For International News Services’ client World Nuclear News
20 November 2013
Taiwan should update the assessment of all natural hazards that could affect its nuclear power plants, notably for earthquakes and tsunamis, the European Commission (EC) has recommended.
The recommendation followed a peer review performed by the EC and the European Nuclear Safety Regulators Group (ENSREG) of the stress tests carried out on Taiwanese plants in 2012 by operator Taipower and the Taiwanese nuclear safety regulator, the Atomic Energy Council (AEC).
Overall, the peer review found that standards of safety applied to Taiwanese nuclear power plants “seem to be generally high and to conform in most areas to international state-of-the-art practices.” Taiwan currently has three operating nuclear power plants and another one under construction. All four plants were covered by the EC’s peer review.
However, the EC recommended that the island should use more modern techniques in identifying earthquake-related hazards for its plants. It suggested that Taiwanese assessments regarding earthquake hazards do not meet current international requirements and do not take into consideration new geological and geophysical data regarding “capable faults in the site vicinity of the Chinshan, Kuosheng and Maanshan plants.” Older geological records dating back 10,000 years (and not just tsunami data from 1867, as at present) should be considered. Common standards also need to be applied to all Taiwanese plants as there are currently some variations, said the commission.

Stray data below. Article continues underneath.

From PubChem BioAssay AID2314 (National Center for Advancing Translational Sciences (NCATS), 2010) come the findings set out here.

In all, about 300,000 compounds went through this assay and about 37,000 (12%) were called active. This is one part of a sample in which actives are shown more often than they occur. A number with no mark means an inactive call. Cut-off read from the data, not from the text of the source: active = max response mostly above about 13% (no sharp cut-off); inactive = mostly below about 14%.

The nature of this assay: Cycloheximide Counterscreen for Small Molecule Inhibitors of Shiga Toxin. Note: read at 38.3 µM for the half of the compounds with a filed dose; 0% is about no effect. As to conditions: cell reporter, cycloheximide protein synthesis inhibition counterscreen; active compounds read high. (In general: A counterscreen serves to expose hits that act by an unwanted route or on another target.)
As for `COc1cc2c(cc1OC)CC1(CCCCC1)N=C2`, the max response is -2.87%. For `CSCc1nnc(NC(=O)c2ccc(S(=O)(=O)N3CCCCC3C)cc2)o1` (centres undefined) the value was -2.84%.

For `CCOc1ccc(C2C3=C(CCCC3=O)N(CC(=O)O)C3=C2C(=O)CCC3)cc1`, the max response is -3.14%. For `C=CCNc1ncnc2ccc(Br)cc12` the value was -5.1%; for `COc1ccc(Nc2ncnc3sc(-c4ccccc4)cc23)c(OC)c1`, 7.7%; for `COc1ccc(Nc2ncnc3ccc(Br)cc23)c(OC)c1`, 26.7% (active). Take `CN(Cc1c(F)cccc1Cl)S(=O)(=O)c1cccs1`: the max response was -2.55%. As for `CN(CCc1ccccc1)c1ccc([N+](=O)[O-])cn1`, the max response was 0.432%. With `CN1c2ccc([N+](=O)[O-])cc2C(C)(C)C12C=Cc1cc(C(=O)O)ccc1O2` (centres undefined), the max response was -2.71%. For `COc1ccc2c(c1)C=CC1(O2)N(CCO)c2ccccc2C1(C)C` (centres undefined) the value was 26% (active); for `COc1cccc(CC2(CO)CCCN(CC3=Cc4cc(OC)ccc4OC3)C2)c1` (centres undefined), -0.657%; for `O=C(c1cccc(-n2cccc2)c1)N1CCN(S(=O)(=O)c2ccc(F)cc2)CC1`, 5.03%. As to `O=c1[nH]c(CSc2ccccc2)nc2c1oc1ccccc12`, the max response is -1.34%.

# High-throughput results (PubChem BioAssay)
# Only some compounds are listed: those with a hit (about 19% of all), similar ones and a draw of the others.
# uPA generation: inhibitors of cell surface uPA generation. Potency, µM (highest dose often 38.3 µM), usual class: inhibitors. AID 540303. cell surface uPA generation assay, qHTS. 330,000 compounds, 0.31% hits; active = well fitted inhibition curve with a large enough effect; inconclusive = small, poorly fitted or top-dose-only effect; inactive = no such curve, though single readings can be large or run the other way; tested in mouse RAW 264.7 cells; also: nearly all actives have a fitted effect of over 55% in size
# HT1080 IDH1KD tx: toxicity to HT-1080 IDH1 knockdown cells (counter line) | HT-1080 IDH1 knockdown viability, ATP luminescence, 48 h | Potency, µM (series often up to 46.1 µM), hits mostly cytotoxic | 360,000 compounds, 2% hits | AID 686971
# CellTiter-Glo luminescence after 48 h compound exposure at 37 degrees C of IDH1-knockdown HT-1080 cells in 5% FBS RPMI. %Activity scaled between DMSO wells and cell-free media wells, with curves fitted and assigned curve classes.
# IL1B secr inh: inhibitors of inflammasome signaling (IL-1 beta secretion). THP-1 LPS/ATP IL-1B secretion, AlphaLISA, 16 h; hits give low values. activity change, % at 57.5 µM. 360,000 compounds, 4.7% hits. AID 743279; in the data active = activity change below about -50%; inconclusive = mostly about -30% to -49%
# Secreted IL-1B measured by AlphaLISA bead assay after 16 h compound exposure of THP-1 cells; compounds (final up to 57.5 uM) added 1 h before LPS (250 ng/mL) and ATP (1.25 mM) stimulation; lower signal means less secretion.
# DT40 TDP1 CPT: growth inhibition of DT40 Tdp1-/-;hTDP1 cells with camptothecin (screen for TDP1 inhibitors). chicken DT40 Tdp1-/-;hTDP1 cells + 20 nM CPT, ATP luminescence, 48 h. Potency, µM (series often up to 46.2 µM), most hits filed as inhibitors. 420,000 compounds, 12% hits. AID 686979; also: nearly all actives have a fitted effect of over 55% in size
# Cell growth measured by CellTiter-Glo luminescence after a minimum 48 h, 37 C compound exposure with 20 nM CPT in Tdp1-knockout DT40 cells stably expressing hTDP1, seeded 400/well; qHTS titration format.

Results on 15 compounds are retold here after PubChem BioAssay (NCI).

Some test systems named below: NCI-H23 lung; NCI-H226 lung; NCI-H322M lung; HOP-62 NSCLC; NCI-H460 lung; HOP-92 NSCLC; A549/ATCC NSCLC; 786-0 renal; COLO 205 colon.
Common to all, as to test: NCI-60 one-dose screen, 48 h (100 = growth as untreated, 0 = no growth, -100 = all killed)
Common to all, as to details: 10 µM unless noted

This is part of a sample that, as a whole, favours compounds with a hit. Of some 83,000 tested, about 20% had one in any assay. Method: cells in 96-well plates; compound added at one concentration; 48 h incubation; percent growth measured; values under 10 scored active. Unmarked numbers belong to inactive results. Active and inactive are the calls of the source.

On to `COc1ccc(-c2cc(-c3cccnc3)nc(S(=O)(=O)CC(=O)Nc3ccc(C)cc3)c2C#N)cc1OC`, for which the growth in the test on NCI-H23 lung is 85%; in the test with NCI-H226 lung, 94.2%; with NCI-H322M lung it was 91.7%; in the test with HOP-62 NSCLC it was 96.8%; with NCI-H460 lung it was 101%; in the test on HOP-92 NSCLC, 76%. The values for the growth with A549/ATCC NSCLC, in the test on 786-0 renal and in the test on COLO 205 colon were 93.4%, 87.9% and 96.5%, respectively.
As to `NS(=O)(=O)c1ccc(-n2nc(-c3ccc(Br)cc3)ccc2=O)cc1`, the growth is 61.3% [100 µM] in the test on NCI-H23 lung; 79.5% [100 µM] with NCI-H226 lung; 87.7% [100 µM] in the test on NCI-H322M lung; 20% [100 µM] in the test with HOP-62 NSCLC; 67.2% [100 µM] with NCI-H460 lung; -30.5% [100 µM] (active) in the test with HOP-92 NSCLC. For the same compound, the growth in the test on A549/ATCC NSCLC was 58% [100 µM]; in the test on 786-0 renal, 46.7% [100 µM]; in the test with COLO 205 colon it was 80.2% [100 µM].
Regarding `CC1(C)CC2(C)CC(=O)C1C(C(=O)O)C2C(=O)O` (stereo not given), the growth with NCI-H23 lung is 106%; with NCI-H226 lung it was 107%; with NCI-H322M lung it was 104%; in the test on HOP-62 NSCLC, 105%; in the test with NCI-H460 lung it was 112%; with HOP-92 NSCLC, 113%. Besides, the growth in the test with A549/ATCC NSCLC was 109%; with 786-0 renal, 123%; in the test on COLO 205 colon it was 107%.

“Since some plants are located in close vicinity, combinations of events, including multi-unit and multi-site effects, should be assessed in order to identify potential cliff edge effects and related safety enhancements,” the EC’s report explained. Alternative emergency control rooms should also be set up at Taiwanese plants, the report said. “Apart from local operating consoles and remote shutdown panels, no alternative emergency control rooms exist that would represent an additional hardened alternative to the main control room,” the EC said. In addition, Taipower should set up a strategy to minimise the quantity of contaminated water resulting from an accident. “Evaluating options to create closed cooling circuits could greatly improve plant preparedness,” the report read.
Finally, the European Commission recommended that the AEC be more transparent about its decisions.
Deputy director of the AEC’s department for nuclear regulations Shin Chang claimed that the review agreed that stress tests in Taiwan had been carried out “by essentially following the specification of the European stress tests.” She added: “We have strong commitment in nuclear safety and have been enforcing improvement strategies.”
Chang noted: “Currently Taiwanese earthquake hazard assessments are ongoing. The work will surely meet current international requirements and consider new geological and geophysical data regarding the newly identified capable faults in the site vicinity of the Chinshan, Kuosheng and Maanshan plants.”
Looking ahead, the AEC will carefully study the peer review and assess whether new AEC guidance for operator Taipower are needed. The AEC plans to invite the Commission and ENSREG to undertake a follow-up visit within three years, according to Chang.
By Carmen Paun and Jens Kastner
for World Nuclear News